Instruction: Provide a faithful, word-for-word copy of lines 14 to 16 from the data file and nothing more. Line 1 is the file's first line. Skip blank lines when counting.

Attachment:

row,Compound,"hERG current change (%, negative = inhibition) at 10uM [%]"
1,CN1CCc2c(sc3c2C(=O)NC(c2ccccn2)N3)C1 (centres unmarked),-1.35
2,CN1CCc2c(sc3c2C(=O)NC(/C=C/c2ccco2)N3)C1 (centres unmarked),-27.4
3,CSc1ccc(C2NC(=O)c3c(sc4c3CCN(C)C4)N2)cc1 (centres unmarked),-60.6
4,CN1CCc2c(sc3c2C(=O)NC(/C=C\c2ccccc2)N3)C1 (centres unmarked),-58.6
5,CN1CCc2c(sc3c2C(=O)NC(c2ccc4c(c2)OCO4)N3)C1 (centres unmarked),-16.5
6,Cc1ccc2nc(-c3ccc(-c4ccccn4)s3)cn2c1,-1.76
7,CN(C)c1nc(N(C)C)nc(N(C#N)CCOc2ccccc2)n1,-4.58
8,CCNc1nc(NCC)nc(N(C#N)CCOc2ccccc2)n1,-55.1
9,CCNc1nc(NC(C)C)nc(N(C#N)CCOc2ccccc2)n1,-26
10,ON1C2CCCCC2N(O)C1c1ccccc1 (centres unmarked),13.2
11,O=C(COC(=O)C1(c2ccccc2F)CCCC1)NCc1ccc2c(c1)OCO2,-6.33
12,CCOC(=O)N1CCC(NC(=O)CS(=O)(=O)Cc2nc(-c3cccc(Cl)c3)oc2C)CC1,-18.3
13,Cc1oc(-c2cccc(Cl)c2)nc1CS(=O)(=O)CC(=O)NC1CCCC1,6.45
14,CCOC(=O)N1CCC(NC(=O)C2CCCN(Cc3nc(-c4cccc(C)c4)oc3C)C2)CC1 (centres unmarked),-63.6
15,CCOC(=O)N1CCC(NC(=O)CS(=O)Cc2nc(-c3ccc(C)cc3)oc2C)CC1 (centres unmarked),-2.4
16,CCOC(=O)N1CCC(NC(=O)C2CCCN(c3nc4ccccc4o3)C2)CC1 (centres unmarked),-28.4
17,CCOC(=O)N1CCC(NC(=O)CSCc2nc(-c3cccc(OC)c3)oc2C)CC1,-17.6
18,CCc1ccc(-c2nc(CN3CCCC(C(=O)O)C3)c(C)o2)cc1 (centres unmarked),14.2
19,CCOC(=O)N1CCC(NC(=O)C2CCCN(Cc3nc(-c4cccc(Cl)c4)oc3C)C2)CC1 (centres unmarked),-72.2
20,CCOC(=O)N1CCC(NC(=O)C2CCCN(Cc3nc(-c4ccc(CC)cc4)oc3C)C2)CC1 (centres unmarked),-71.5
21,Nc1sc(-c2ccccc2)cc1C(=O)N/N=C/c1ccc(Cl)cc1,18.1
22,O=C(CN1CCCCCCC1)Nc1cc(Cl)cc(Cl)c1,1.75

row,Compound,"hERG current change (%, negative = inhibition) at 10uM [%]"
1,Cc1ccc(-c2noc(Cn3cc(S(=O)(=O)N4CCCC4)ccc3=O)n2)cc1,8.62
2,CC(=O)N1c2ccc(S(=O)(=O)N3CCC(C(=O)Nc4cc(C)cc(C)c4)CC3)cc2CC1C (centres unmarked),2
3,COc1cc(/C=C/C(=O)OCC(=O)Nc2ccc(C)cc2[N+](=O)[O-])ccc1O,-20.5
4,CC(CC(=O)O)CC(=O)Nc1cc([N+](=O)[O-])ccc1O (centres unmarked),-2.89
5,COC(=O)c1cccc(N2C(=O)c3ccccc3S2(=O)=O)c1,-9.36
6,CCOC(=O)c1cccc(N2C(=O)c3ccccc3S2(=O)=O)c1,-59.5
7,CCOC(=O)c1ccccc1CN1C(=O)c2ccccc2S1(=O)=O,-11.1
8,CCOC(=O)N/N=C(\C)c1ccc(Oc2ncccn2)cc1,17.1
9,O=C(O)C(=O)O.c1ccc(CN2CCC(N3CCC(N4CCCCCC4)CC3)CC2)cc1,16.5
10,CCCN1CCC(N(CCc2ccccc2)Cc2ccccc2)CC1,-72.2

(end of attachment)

13,Cc1oc(-c2cccc(Cl)c2)nc1CS(=O)(=O)CC(=O)NC1CCCC1,6.45
14,CCOC(=O)N1CCC(NC(=O)C2CCCN(Cc3nc(-c4cccc(C)c4)oc3C)C2)CC1 (centres unmarked),-63.6
15,CCOC(=O)N1CCC(NC(=O)CS(=O)Cc2nc(-c3ccc(C)cc3)oc2C)CC1 (centres unmarked),-2.4